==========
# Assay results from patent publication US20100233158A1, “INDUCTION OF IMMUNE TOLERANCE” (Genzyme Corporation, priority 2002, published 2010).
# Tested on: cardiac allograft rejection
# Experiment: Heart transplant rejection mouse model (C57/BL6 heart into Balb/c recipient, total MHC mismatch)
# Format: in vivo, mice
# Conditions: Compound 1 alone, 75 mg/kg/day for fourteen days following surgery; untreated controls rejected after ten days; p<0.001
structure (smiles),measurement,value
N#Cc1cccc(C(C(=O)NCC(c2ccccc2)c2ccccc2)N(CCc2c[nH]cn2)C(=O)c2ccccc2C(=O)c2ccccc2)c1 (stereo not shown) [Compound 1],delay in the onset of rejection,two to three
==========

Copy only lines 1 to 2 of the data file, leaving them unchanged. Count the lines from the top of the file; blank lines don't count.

# Assay results from patent publication US20100233158A1, “INDUCTION OF IMMUNE TOLERANCE” (Genzyme Corporation, priority 2002, published 2010).
# Tested on: cardiac allograft rejection